“London’s road to recovery cannot be clogged with cars,” tweeted London Mayor Sadiq Khan on May 15. He added that he was rolling out “plans to make central London one of the largest car-free zones in any capital city in the world, increasing walking and cycling and improving our air quality.”

Detail for some of those plans were revealed on June 3: £6 million will pay for 136 schemes. London will create 19 “low traffic neighborhoods,” eight school streets where motorists will be prevented from entering at drop-off and pick-up times, and there will be 15 kilometers of new cycleways.

Fear of gridlock is behind London’s bold “Streetspace” plans to expand space for pedestrians and cyclists, and reduce it for motorists.

“With public transport capacity reduced dramatically when restrictions are eased, up to eight million journeys a day will need to be made by other means,” said London’s cycling and walking commissioner Will Norman on May 1

“If just a fraction switch to cars, London will grind to a halt, choking our economic recovery,” he added.

Erecting pop-up cycleways is one of the ways to quickly create safe space for cyclists.

According to a TfL statement issued on May 15, plans were been triggered to “quickly [build] a strategic cycling network, using temporary materials and including new routes, to help reduce crowding on the Tube and trains and on busy bus routes.”

Sidewalks on high streets will be widened to “give space for queues outside shops as people safely walk past while socially distancing.”

Roadspace will be taken from motorists by “creating low-traffic corridors right across London so more people can walk and cycle as part of their daily routine.”

The City of London Corporation—which administers the Square Mile, London’s financial district—could soon start to restrict private cars on Cannon Street, Cheapside and Poultry, Old Jewry and Coleman Street, Lombard Street, Leadenhall Street, Threadneedle Street and Old Broad Street. 

Furthermore, streets between London Bridge and Shoreditch, Euston and Waterloo, and Old Street and Holborn, could soon be limited to buses, pedestrians and cyclists.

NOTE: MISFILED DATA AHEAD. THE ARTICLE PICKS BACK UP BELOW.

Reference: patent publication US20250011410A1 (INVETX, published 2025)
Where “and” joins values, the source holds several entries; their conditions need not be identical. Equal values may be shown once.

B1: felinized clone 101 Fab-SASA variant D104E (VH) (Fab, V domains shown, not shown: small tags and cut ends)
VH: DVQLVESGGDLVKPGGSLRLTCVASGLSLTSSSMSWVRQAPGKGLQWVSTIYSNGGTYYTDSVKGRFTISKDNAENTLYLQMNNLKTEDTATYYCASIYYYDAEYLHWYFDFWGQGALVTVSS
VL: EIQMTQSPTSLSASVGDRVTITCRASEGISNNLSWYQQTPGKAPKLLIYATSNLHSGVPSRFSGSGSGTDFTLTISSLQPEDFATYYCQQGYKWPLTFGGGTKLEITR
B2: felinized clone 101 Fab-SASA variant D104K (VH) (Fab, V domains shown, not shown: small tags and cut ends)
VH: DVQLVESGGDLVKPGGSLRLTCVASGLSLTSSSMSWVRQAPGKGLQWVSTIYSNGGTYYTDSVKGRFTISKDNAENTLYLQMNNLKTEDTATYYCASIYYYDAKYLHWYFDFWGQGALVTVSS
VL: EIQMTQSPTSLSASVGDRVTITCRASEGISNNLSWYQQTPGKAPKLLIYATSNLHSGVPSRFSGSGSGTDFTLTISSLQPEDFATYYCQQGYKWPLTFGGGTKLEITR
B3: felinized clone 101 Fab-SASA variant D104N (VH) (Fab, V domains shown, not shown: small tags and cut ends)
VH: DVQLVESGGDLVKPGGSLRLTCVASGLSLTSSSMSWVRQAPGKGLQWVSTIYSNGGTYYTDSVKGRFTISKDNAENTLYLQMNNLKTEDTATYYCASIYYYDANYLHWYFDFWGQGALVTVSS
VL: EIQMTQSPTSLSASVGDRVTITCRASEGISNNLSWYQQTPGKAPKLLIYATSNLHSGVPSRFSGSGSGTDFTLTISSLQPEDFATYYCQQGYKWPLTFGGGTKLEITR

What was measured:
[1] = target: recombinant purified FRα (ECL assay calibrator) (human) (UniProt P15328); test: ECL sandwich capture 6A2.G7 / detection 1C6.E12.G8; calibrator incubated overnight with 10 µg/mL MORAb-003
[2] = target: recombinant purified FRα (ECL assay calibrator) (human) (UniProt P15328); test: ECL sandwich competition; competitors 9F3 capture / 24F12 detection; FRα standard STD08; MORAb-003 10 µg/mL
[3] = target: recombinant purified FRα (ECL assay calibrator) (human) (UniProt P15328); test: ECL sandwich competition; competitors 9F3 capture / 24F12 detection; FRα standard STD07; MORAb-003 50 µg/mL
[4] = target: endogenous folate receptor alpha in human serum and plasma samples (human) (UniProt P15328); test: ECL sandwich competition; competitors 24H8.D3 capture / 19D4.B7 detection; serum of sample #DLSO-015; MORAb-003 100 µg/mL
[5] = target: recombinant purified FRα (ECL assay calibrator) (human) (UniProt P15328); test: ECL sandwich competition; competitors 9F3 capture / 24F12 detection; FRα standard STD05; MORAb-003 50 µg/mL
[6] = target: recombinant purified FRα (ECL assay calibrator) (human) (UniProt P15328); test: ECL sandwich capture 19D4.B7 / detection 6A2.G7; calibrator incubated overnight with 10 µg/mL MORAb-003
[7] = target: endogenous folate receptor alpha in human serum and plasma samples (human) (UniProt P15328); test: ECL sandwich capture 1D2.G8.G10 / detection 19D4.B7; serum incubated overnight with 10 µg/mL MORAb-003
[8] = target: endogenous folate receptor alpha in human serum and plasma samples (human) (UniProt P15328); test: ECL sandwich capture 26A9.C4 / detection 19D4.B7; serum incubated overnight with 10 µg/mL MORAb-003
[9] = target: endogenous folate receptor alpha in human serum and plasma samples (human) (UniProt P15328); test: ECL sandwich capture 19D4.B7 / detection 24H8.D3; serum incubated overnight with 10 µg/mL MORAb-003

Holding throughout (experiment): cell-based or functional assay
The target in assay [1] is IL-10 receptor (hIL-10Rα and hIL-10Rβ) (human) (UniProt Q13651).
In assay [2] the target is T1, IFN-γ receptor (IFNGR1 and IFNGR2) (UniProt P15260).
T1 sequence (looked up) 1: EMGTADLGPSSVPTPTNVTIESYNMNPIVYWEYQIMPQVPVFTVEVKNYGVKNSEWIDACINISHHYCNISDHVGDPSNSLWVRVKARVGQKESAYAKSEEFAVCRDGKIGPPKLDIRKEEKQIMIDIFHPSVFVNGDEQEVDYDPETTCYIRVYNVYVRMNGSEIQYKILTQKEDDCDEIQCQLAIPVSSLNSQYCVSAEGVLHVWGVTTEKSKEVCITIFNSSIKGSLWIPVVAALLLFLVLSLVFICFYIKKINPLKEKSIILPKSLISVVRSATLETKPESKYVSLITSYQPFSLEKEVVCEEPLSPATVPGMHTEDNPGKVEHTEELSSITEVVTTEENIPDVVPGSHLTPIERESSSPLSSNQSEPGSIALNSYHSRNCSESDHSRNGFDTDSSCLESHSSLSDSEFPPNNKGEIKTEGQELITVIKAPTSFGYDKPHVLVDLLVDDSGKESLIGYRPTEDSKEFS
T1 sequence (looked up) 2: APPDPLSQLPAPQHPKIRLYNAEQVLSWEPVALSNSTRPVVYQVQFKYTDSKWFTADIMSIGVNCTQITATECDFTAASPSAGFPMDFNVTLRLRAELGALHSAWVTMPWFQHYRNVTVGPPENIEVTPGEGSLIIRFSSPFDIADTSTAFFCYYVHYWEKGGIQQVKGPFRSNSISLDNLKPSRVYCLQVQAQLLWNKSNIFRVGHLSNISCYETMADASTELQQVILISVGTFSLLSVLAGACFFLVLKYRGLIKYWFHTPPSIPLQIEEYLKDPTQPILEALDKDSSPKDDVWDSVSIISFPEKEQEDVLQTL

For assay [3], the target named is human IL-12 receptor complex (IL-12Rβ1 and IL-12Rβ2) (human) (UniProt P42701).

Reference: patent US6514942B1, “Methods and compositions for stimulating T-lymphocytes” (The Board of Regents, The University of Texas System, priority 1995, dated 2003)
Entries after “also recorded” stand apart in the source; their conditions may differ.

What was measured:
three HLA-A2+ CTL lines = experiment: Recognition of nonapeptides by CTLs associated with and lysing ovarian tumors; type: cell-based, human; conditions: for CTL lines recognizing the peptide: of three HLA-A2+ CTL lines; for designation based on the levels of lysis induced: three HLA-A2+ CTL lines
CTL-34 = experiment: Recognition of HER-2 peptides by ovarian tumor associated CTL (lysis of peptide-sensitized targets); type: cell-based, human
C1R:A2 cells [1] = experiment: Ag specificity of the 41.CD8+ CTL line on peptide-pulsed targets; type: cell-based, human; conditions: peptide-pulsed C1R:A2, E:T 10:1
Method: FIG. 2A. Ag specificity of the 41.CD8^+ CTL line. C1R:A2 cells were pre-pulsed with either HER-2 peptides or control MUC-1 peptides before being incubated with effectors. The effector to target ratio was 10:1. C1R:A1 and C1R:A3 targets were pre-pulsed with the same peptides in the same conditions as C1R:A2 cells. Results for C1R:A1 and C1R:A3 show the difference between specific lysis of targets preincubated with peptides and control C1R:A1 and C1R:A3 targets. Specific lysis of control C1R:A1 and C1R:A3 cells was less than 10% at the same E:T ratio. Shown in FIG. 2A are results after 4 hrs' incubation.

“We can’t see journeys formerly taken on public transport replaced with car usage because our roads would immediately become unusably blocked,” stated Khan. The Mayor of London added that should that be allowed to happen “toxic air pollution would soar.”

Golden Age

U.K. Prime Minister Boris Johnson told parliament that the near future “should be a new golden age for cycling.” He made his comments during Prime Minister’s question time on May 6.

Johnson was answering a question from former transport secretary Therese Villiers who asked whether the Prime Minister would be seeking assurances from the London Mayor that the London Underground tube service would soon be open to use for all who wanted to use it and not just key workers.

“A crucial part of our success now in getting transport to run safely will be running a bigger and more expansive tube service so that people can observe social distancing,” replied Johnson.

Unbidden, Johnson—who, before becoming prime minister regularly cycled in London—added that “there will be a huge amount of planning going to helping people to get to work other than by mass transit and this should be a new golden age for cycling.”





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